Fischer-Rizzi recommends mixing lemon oil in a 1 to 1 ratio with cypress oil in a skin lotion or compress for treating varicose veins.21


Lemon oil can be used as a mild detoxifier and is very useful for the treatment of toxaemia or for cellulite.9

Lemon oil can be blended with other essential oils to support liver regeneration and detoxification. This is why we should eat citrus fruits or use essential oils such as orange or lemon that are rich in limonene.16

Immune system

The oil is a very good stimulant of the immune system.21


Worwood states that lemon oil clears the mind very effectively aids in the decision-making process without over stimulating the mind. It can be very calming for those who are emotionally overwrought. Lemon is described as a “rational oil” and is recommended it to calm stormy emotional outbursts or help to avoid them all together.21

Holmes recommends lemon oil for mental fatigue with poor concentration. It is beneficial for those who wake up in the morning feeling low energy. He also recommends lemon for eliminating negative thinking, pessimism and depression. He best sums up lemon’s influence on our psyche:

Lemon oil can also go a long way to dig us out of the rut of routine, habit-bound, unimaginative patterns of thinking. By creating light and clarity in the psyche, it can help shrink gloomy, negative, depressive thoughts – which can be considered a mental kind of congestive damp.2

Respiratory system

Lemon oil’s strong antiviral action makes it beneficial to alleviate colds and flu, especially when there is yellow or green catarrh.24

Skin care

Lemon oil acts as an astringent counteracting overproduction of sebum and is especially useful for teenage problem skin. It tones aging skin and has antibacterial properties that are beneficial for the treatment of acne and boils.9,23 It is recommended for treating warts and verrucae. For this purpose it is best to apply the undiluted oil.23


Holmes describes lemon oil as a tonic and restorative for the entire body; 2

• Nervous restorative – for mental fatigue and exhaustion

• Liver restorative – for supporting liver detoxification functions

• Pancreatic restorative – for the management of hyperglycaemia and diabetes

Personality profile

Lemon personalities sparkle and are full of life, with a very positive approach in the form of an unshakeable confidence in everything that they do. Lemon is like a breath of fresh air, positively wonderful to have around, not too bothered by the struggles and strains of living and able to take everything quite calmly.25

According to Worwood, lemon personalities have an unshakeable confidence in everything that they do. This ‘never doubt yourself’ attitude can rub off on other people around, which is a blessing for personalities who have difficulty starting or finishing projects.25

Worwood states that while a lemon personality may appear sweet they can become very critical and not understand why others cannot do something as good as them. She says that they are inclined to become workaholics and will do better owning their own business where it is easier for them to set the pace.25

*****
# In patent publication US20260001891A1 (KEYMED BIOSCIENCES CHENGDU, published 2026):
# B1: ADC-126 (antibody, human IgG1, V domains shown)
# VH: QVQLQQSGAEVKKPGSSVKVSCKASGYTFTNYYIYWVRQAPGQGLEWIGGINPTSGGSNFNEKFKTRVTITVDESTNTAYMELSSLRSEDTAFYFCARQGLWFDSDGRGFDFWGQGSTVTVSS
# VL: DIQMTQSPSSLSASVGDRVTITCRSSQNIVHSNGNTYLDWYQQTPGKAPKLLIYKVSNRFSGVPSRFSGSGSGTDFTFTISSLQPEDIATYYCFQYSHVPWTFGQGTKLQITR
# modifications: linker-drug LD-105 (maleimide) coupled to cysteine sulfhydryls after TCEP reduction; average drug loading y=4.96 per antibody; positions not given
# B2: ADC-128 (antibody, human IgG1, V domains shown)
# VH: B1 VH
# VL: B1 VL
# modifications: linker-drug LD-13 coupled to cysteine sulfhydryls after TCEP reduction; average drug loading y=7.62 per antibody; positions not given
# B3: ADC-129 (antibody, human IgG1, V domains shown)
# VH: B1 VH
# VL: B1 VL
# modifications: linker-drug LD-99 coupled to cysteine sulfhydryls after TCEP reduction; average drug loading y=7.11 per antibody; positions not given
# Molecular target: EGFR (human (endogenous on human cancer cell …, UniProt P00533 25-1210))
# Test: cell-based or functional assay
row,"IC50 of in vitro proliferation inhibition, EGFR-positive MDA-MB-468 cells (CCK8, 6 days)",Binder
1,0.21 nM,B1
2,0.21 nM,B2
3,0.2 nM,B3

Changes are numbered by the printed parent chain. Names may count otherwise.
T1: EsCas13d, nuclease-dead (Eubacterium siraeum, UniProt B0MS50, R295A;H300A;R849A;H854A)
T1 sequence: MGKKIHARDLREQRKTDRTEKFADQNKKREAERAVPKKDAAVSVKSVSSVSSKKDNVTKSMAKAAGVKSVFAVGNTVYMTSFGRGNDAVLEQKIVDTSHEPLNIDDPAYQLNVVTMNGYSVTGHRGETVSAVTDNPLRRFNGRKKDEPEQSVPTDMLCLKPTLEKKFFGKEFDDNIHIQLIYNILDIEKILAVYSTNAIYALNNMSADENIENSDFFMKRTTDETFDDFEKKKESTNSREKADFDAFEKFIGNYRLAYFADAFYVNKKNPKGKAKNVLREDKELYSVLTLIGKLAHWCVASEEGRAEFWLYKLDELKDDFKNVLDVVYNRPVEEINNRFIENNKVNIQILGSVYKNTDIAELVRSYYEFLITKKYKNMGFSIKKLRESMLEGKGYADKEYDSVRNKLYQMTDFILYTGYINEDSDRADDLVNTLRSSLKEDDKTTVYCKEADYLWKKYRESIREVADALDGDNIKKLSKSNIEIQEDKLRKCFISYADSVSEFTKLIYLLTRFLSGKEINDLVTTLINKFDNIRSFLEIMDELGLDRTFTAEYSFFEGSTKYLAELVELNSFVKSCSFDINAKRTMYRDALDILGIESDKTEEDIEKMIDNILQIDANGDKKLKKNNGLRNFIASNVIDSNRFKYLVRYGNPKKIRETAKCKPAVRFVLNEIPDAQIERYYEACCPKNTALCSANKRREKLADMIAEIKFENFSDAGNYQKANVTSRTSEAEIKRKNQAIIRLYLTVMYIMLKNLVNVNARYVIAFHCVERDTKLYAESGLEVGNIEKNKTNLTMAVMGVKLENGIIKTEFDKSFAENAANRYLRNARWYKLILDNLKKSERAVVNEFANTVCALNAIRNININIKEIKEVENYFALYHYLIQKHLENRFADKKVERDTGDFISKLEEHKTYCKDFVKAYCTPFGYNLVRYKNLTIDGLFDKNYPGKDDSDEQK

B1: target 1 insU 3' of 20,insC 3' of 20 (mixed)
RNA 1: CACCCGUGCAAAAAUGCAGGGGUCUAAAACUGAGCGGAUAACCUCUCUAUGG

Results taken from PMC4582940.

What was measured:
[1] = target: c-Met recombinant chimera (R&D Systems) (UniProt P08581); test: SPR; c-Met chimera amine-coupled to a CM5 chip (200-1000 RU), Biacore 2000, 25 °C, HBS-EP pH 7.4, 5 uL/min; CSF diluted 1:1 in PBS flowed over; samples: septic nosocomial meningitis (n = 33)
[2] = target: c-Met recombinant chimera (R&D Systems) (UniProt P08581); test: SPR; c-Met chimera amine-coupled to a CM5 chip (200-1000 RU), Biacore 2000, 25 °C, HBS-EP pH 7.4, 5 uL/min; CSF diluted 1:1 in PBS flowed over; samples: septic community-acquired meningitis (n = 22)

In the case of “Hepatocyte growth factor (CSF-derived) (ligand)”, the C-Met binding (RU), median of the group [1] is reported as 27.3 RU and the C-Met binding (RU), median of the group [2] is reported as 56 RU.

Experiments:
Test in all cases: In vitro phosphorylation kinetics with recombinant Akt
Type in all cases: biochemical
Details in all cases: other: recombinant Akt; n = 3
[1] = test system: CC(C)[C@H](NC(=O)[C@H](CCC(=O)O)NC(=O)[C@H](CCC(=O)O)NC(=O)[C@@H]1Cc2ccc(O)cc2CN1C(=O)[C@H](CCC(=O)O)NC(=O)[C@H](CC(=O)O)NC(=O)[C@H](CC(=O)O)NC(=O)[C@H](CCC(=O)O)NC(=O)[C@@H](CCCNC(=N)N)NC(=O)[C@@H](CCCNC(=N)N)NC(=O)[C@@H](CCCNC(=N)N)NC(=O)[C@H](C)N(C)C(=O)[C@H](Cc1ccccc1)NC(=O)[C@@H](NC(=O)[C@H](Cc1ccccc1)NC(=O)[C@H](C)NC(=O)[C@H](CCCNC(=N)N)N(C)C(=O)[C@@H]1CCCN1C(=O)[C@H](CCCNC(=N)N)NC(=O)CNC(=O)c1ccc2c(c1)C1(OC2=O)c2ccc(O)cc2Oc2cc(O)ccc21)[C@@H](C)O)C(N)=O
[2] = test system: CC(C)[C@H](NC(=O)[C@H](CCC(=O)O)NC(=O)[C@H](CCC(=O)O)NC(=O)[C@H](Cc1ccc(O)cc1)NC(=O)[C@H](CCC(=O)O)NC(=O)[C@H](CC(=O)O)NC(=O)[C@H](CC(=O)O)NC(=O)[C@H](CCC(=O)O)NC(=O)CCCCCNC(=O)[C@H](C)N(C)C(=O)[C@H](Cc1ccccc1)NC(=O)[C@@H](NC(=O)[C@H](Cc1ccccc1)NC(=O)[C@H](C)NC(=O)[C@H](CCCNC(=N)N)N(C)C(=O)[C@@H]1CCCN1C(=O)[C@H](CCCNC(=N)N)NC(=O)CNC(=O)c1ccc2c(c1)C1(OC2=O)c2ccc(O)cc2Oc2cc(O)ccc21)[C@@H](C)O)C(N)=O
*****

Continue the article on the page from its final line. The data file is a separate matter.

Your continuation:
According to the principles of Myers Briggs, I am inclined to believe that lemon oil personalities are ENTJ.

ENTJs are typically dynamic, energetic, confident and competent. They naturally move into positions where they can take charge. They enjoy confrontation and they like to engage in intellectually stimulating exchanges. They like and respect people who challenge them and have little or no respect for those that don’t. They are competitive and driven. They are often workaholics. They like to be in charge of making decisions. They can have explosive outbursts or be judgemental on themselves and others when stressed. They live life with passion and enthusiasm.

Subtle aromatherapy

Fischer-Rizzi describes lemon as an essential oil with high vibrations. She explains that essential oils with high vibrations lift one’s spirits, especially when one may be feeling mental fatigue.21 Worwood states that lemon oil is spiritually cleansing. It enables the entire psyche to react to the positive in mortal, as well as divine, love.26

Mojay compares lemon oil to rose oil. He says that lemon oil can encourage greater trust and security. It can help to open the heart – by alleviating fears of emotional involvement and of losing oneself in another person.24

Zeck refers to lemon oil as a delightful aromatic spa for the brain:

If you are feeling confused and out of your depth, lemon’s bracing and enlivening effect upon your senses will sharpen your progress, clear your head and pave the way for rational thinking.

Confusion can bring irrational emotional outbursts and such behavior are usually not welcomed or tolerated by others. Lemon helps to cut through confusion and is a delightfully aromatic spa for the brain.27

She also states that lemon oil will enhance rational, logical thinking and any intellectual pursuits.27


Lemon oil is cooling and drying and it is recommended to clear heat, dampness and phlegm. For this reason, it is considered an excellent detoxifying essential oil.24

Mojay explains that lemon oil acts mainly on the Earth element as it is a pancreatic stimulant and mental decongestant.24 However, considering it is such a powerful hepatic I suggest that it also has a very strong affinity with the Wood element.